I like to budget $100/ day, but $50 is more than reasonable. I have made it from Sydney to Perth and fuel aside, food and accom I spent less than $200.

Good luck, and I think those LP and Lets Go books are worth a read too.:)

5. Posted by philistine (Budding Member 30 posts) 8y

everything these guys have said is good info..
just thought Id add my two cents ;)

1. If buying a second hand car, you can get it checked out by the Royal Automobile Club (each state has its own, victoria's is called RACV, queenslands is called RACQ etc etc...)
These guys are independant in that they dont have any interest in making business for mechanincs (ie. they wont make you pay for thigns that dont really need to be fixed) and although you have to pay for the inspection, they will tell you everything that needs to be done for the vehicle to obtain a "roadworthy" certificate.
I believe the UK has its own equivalent and contacting them may prove useful in finding more info on their Australian cousins.. (sorry, you guys ARE from the UK aren't you? Ive forgotten.... its past my bed time )

2. You might want to plan your itinerary based on the time of year, to make the most of the weather .. eg. if you are arriving between November-May your best off starting in the southern, temperate regions avoiding the tropical wet season/monsoons or vise versa, if your arriving between may-november you should start in the northern, sub tropics and tropical region to avoid the southern winter and to get the most of the good weather in the tropics (ie. more sunny days and less heat).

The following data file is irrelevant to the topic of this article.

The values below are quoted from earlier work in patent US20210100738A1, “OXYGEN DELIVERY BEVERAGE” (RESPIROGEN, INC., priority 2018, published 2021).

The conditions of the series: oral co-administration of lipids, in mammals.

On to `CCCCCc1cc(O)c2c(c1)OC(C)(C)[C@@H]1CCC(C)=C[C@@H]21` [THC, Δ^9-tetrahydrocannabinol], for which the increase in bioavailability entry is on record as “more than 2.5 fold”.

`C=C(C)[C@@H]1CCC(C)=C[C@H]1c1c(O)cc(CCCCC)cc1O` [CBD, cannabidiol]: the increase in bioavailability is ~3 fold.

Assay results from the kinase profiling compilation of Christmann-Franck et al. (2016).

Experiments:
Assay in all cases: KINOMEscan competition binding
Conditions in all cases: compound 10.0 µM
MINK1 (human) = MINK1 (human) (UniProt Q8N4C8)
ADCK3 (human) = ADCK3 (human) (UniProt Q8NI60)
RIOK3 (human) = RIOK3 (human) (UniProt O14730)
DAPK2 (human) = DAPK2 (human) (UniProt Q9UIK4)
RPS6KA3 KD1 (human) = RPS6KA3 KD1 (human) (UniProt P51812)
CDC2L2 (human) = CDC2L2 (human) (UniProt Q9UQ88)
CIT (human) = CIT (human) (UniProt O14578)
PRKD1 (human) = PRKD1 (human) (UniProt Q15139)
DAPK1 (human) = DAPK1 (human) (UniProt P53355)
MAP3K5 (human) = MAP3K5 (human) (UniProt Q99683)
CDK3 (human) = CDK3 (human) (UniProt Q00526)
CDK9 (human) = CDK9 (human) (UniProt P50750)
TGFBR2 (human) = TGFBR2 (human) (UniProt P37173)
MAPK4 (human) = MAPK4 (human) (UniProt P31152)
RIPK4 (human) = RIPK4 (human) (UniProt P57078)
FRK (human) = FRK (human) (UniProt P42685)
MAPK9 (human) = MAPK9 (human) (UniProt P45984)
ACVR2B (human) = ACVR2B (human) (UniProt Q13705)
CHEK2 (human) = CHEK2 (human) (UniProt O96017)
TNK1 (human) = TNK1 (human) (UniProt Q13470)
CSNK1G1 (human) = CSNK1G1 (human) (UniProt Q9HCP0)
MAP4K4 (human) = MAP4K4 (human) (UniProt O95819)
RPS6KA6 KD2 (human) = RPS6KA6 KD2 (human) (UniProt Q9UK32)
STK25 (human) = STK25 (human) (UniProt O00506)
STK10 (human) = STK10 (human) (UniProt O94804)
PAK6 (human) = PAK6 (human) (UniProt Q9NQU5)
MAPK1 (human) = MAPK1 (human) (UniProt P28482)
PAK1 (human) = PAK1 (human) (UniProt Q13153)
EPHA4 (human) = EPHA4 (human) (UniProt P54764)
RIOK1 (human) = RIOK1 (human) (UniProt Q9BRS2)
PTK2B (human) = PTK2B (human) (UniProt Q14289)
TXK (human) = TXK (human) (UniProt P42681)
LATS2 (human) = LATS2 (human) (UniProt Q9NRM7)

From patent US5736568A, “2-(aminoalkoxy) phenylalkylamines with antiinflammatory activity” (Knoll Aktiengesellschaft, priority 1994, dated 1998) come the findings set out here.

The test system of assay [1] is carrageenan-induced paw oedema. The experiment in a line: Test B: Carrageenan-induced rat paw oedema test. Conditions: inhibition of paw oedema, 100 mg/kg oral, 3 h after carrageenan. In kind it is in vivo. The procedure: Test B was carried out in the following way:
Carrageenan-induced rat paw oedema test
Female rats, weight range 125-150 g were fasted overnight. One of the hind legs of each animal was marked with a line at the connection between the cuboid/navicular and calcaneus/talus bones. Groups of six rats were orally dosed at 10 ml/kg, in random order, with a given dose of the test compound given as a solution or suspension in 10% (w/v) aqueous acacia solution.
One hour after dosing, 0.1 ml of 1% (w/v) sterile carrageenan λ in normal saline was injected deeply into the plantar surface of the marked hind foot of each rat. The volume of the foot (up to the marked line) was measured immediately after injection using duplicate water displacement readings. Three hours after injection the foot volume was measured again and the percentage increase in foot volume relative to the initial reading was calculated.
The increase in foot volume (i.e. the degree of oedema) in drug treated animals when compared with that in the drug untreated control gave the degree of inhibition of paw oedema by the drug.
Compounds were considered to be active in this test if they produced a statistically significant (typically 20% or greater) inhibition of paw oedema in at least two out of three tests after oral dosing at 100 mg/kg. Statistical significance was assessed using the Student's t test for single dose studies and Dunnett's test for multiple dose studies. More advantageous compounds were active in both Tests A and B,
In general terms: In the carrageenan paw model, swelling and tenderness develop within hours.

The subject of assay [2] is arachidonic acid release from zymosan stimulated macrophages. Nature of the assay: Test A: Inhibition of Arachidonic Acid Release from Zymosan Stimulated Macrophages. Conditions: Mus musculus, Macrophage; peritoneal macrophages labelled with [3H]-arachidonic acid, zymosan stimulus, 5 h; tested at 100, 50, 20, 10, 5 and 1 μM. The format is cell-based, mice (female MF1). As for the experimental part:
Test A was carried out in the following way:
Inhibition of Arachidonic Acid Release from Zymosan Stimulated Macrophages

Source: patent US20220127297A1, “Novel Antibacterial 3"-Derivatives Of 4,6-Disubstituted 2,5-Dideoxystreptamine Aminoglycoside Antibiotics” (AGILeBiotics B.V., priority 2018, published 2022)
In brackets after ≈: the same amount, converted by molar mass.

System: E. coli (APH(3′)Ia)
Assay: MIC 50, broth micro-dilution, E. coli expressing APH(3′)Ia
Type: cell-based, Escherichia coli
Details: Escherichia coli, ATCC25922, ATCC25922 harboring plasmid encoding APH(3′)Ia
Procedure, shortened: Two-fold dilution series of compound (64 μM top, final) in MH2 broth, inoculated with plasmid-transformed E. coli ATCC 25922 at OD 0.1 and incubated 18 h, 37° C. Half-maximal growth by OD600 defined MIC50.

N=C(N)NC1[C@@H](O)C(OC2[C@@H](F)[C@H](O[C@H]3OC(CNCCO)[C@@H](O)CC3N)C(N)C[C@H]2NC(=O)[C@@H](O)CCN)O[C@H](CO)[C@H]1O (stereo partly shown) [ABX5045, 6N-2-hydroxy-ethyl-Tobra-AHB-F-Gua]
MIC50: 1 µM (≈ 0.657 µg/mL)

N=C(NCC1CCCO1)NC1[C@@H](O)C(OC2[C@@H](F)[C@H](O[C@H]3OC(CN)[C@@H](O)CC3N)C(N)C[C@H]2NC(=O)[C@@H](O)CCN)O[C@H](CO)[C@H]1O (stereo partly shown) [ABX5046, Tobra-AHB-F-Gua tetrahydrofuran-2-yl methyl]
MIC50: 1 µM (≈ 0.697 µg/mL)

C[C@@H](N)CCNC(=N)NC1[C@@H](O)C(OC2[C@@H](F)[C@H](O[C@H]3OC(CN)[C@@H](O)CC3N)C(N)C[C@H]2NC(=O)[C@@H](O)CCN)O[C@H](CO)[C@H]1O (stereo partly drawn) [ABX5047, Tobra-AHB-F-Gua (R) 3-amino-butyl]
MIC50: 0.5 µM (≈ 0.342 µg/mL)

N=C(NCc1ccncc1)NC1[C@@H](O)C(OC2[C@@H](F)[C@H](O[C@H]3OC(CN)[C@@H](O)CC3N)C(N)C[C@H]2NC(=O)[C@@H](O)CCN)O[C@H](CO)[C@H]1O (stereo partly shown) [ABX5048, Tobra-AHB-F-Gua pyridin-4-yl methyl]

3. Google WWOOFing, its a way you can work for meals and accommodation on farms all around Australia.. its a fantastic way to see the country and meet people - and its free! (you just have to pay for your travel) You can buy a book which lists all the participating properties... its updated every year, so make sure you get a recent edition.

4. The east coast is much more well known to tourists than the west coast, so this has both pros and cons... the east coast has a much higher population and therefore many more facilities and tourist type activities and locations.
The west coast is a bit more remote, but equally as beautiful and much less crowded. So I guess if you've got the time and money, do both! If not, maybe decide what kind of trip you'd like to have and decide on one or the other.

5. I would say, avoid the tours and save your money for specific activities.. for instance, if you want to see the great barrier reef, make your way to a seaside town on your own steam and then look for dive trips or snorkelling or fishing trips operated by locals.. you'll have a much better time and I dare say it will end up being much cheaper.
Having said that though, tours can be great if your not really sure that you want to stay in the area and just want to get a "taste" of things before planning your next move.

Not sure what else to write Like Aus_tim said, Australia is huge, get a big map and have a good look!
Australia is (generally) a really friendly easy goign place and I think you'll find that people are more than willing to help out, so I wouldnt stress about what's going to happen once your here, "you'll be right mate!"
Take care, feel free to ask about stuff!

- Phil